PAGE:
Coronavirus: Missed smear tests put 'pressure' on NHS

By Hazel Shearing
BBC News

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Health services will come under "huge pressure" to work through backlogs of missed smear tests during the Covid-19 lockdown, a charity has warned.

Around 600,000 tests would have been carried out in the UK in April and May had services been operating normally, Jo's Cervical Cancer Trust says - but many were cancelled or delayed.

That is in addition to a backlog of 1.5 million appointments missed annually.

Fears of catching Covid-19 have also put some women off booking tests.

Screenings in Scotland, Wales and Northern Ireland have been paused during lockdown, while in England some services had to reschedule appointments.

'It's like you're pestering'

image copyrightJaysha Stead

Jaysha Stead, 32, from Leeds, was due to have a screening last month - her first since being diagnosed with high-grade cell changes in 2016. She was given the all-clear after treatment and was hoping for peace of mind, but has so far been unable to book.

She is worried about the extended wait, since her cell changes had not been present in her smear test in 2013.

"If that could happen in the three years and this is going on even longer now, what am I faced with when I do get a chance to go?" she said.

She adds that she is wary of calling the GP too often.

"You start thinking, I don't want to ring again. It's almost like you're pestering them, that's how I feel."

'Growing anxiety'

Jo's estimates that around 571,000 tests would normally have been carried out in England in April and May, 68,000 in Scotland and 28,500 in Wales. It does not have figures for Northern Ireland.

There was already a low attendance rate before the pandemic - partly because of misconceptions.

The charity says it has seen a "growing level of anxiety and confusion" among women calling its helpline. A survey of 851 women in the first week of June suggests 25% worry they will catch coronavirus, while 13% think it is best to put off going.

Nearly 40%, however, are concerned by cancellations.

image copyrightNisha Emich

Nisha Emich, 25, is supposed to have yearly screenings after being told she had HPV - a virus which around 80% of people contract, and which can lead to cancer in extremely rare cases - following a screening last year.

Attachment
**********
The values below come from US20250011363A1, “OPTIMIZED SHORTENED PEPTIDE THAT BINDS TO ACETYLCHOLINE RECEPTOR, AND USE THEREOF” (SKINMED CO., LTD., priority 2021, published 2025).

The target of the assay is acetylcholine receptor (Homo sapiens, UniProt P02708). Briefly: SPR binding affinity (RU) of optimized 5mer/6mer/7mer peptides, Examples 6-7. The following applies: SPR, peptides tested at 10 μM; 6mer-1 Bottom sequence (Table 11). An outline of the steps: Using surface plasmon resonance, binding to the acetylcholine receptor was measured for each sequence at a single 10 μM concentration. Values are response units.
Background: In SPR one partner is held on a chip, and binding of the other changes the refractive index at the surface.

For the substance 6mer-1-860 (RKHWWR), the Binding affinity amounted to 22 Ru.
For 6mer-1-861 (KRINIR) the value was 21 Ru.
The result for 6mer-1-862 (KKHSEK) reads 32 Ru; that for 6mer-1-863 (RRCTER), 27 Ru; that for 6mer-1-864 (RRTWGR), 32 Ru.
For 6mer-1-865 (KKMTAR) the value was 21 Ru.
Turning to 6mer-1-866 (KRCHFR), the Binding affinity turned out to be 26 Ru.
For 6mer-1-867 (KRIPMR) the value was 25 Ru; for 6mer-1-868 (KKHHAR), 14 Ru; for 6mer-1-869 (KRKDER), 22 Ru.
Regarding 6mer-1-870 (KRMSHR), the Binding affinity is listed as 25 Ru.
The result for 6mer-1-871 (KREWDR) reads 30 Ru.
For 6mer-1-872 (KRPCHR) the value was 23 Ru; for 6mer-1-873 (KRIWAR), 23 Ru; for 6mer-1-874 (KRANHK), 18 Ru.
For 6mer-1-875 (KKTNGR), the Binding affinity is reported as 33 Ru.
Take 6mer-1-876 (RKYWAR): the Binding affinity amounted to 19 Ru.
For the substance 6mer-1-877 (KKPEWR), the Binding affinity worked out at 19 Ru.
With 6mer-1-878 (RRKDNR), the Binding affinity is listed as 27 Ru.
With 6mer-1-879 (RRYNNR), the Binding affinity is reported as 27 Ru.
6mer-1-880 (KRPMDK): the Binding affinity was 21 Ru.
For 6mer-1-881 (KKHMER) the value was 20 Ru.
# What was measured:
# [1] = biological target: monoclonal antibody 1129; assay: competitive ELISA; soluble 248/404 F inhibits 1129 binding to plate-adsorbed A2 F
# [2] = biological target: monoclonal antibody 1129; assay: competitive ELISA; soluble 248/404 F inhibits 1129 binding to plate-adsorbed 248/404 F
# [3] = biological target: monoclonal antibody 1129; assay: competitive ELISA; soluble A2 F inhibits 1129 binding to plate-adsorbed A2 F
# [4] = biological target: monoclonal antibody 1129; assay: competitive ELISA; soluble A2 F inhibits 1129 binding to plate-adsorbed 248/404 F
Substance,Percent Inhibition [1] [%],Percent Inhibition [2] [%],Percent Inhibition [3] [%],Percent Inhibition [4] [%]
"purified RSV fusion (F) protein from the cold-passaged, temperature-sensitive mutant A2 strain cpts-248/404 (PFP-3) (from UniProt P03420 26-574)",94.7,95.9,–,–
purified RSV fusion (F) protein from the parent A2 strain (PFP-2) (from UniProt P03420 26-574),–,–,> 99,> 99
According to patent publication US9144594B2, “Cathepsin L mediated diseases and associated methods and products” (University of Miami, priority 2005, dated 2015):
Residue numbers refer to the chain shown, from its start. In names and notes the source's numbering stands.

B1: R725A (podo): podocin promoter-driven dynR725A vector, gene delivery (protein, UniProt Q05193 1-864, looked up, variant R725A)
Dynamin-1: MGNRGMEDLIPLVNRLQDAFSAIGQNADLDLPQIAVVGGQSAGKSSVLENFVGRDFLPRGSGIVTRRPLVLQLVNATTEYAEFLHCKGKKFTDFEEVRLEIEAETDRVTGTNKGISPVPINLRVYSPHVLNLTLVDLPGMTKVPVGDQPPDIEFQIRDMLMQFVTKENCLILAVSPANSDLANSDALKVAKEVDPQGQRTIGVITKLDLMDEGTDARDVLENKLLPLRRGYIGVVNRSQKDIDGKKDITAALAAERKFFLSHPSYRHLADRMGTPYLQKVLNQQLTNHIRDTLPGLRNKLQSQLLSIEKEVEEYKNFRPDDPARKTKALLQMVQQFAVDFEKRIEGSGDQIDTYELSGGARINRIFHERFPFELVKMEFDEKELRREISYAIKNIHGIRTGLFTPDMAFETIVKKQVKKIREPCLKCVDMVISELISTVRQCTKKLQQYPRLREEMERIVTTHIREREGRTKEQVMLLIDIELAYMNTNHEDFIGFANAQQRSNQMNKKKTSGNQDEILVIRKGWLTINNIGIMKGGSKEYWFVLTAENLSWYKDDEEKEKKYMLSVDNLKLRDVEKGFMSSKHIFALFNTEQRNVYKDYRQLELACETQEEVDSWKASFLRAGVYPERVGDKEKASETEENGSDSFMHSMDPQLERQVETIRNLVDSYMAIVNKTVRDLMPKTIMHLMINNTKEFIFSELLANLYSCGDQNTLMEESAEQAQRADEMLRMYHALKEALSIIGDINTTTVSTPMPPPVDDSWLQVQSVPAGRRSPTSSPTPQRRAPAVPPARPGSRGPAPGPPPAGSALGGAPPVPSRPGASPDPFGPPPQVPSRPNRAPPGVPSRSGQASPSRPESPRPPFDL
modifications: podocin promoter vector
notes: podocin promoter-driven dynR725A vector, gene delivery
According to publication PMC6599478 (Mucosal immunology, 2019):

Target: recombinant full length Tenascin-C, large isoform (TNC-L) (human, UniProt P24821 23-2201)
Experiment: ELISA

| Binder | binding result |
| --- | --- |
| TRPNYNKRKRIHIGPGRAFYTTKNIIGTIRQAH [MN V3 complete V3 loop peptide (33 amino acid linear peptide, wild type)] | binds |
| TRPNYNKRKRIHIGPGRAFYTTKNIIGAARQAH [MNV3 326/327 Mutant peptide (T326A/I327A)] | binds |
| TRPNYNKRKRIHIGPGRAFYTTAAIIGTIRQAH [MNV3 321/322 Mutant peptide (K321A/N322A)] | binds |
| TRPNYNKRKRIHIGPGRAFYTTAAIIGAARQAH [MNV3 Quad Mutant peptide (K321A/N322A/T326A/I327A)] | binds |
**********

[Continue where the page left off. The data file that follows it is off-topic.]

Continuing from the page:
Her appointment at the end of March was cancelled via a text message.

"Because none of us really knew how bad things were going to get... that felt a bit concerning," she said.

She was eventually able to rescheduled slot for last week - but that, too, was cancelled because the nurse was ill.

"The only way I can know for sure nothing has happened over the last year is by getting a test. So having that cancelled again, even though it was an unforeseen circumstance, felt really upsetting."

How do smear tests work now?

Women are still being invited for smear tests in England. Jo's says it is safe to attend screenings, with GP surgeries installing safety measures such as:

  • nurses and doctors wearing personal protective equipment
  • patients being asked to follow social distancing measures, e.g. waiting outside until the appointment or using a particular entrance

Those who are self-isolating should not book until their isolation period is complete, the charity says.

Rob Music, chief executive of Jo's, said there will be a "huge pressure" on primary care to work through the backlog of missed tests.

"We will not be able to flip a switch to reverse this," he said. "This will take months."

He said called for the resumption of tests and a shift towards self-sampling, which would allow those who are in high-risk groups or shielding to have the test at home.

Dr Nikki Kanani, director of primary care for the NHS in England, said plans are in place to resume tests in areas that saw disruption "as soon as possible".

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